Have some bags on hand. This step is easy to forget, but your shoppers will appreciate it. It’s also an awesome way to get rid of those plastic bags you have in your kitchen cabinets.
Another good idea is to keep some newspaper around if you’re selling breakable stuff. Keep some under a rock near your bags and cash so that you can quickly wrap items after a purchase.
Don’t get overzealous and put out *too* much stuff. It can overwhelm guests if they see rows and rows of clothes to look through. Be discerning: Put out the things you’re more confident will sell. Donate the rest.
Check through everything once more beforehand. Make sure there aren’t any old family photos used as bookmarks in books, or wads of cash stuffed in old jacket pockets.
Last but not least: Maintain your cool. While it can be stressful dealing with strangers all day haggling over prices, niceness will ensure you can have many more yard sales in the future.
When pricing an item, consider what you spent, how long you’ve had it, and most importantly, how much you’d actually pay for it if you came across it for the first time. People are coming to your yard sale for a deal.
For your more valuable items, you may want to sell them on Craigslist, Ebay, OfferUp, or Facebook Marketplace to get the best offer.
Either put price stickers on your items (as mentioned before), write down the price on a card stationed nearby if it’s a larger item, or get ready to have people asking you what the prices of things are. Avoid winging it. Think of the prices ahead of time. You don’t want to be caught off guard and accidentally give something away for much less than it’s worth.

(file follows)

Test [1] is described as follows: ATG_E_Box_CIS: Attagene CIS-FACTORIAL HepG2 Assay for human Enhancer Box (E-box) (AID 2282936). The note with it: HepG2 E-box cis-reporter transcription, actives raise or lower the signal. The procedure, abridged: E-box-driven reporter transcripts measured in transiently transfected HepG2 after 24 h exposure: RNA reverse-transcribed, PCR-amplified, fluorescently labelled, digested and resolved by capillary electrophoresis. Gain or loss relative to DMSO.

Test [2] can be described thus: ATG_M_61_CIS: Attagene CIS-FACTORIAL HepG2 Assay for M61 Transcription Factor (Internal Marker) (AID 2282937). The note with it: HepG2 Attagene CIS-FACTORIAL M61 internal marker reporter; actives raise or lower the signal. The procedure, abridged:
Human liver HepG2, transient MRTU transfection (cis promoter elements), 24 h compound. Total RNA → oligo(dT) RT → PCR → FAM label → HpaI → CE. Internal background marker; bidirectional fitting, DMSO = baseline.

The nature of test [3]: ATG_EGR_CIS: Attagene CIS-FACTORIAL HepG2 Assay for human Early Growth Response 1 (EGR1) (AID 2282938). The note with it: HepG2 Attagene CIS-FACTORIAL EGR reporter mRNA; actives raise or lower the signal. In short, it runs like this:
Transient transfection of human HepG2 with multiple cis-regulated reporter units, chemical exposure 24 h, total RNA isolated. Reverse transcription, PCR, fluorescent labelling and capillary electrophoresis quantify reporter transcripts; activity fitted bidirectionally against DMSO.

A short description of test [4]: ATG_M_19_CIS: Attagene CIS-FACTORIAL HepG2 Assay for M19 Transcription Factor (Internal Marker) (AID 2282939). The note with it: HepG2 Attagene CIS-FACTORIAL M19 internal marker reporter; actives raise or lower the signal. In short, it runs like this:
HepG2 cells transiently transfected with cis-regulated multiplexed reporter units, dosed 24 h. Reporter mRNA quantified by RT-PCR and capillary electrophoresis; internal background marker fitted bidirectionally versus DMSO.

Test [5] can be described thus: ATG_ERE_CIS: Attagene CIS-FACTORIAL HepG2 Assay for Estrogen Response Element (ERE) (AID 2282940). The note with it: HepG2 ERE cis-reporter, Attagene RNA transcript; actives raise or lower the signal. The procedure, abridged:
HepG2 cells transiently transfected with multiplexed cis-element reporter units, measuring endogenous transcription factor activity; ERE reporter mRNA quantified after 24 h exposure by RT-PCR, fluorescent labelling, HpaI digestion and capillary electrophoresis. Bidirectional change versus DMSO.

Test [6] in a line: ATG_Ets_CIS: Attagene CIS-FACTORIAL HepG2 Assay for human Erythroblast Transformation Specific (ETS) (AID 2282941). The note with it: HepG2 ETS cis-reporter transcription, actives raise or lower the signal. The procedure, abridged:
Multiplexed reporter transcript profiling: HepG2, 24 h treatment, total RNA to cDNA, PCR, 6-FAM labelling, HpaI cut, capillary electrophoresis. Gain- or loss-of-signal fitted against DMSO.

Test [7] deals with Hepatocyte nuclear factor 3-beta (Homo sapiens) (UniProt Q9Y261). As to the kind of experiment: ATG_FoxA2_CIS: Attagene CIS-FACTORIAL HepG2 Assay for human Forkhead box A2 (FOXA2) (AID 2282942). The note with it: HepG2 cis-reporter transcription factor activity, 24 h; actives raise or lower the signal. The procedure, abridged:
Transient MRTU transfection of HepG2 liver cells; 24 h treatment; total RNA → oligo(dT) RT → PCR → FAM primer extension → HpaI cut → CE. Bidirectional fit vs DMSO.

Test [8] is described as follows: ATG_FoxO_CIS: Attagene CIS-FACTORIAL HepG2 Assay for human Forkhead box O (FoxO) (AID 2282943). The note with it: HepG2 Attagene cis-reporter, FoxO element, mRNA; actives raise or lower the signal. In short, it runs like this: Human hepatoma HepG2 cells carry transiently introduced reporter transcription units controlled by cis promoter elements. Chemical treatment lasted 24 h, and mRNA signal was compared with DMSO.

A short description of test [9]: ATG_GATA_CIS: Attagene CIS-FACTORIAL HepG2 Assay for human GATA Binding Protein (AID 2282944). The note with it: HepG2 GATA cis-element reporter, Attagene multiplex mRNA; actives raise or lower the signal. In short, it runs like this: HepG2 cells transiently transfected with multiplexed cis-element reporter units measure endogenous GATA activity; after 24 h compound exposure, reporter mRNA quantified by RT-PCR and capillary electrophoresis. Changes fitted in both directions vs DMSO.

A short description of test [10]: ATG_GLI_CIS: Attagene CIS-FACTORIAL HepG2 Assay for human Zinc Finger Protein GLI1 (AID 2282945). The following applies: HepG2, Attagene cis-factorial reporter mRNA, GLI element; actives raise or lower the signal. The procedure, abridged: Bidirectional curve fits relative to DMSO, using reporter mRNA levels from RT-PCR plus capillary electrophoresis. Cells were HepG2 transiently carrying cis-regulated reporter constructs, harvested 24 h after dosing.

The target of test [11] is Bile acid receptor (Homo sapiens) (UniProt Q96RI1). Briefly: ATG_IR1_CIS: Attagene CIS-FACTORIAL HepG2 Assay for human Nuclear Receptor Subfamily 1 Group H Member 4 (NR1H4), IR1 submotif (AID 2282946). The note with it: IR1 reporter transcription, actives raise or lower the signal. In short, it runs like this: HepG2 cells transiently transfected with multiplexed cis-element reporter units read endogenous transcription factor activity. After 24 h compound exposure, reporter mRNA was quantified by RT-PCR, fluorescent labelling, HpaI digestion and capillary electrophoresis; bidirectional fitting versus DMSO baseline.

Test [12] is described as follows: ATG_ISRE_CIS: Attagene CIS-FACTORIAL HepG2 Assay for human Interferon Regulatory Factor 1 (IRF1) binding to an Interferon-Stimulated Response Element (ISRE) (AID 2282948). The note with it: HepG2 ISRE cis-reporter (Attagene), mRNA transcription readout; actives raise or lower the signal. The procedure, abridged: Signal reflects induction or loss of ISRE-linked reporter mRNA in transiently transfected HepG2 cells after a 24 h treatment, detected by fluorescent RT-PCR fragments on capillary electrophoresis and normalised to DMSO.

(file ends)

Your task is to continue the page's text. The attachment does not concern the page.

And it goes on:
Pro Tip: Price things in 25 cent increments, so you’ll only need quarters.
Price most things to move. Get in the mindset to get rid of the stuff you no longer need. Some things, like more expensive items or ones that you’re really trying to make money off of, can be priced accordingly.
If you have a bunch of one item, like DVDs, price them all the same and put them in a box. Offer bundle deals too, like 1 for $2 or 5 for $8, and be open to offers on multiple items for a lower price.
Need more inspiration on how to price your items?
You’ll be interacting with strangers, so get ready. Introverts be warned: This yard sale may drain you. The day will be long. Bring a book for downtimes. And make sure you’ve got a chair to sit on.
If it’s sunny that day, give yourself, and if possible everyone else, some shade. Your customers will appreciate it.